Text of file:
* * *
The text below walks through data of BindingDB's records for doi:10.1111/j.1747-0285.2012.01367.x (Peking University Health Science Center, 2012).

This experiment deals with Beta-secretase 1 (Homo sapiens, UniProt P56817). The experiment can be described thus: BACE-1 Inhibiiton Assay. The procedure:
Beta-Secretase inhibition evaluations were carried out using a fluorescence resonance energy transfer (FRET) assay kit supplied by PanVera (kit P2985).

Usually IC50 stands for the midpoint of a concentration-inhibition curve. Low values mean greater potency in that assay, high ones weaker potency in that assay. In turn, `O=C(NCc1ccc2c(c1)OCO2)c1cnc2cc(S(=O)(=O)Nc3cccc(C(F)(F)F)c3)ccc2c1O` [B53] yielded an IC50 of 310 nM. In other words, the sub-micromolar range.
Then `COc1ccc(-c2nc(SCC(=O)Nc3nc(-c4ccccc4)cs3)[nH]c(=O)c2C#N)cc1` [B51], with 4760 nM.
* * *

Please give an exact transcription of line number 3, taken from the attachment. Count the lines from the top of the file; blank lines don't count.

Beta-Secretase inhibition evaluations were carried out using a fluorescence resonance energy transfer (FRET) assay kit supplied by PanVera (kit P2985).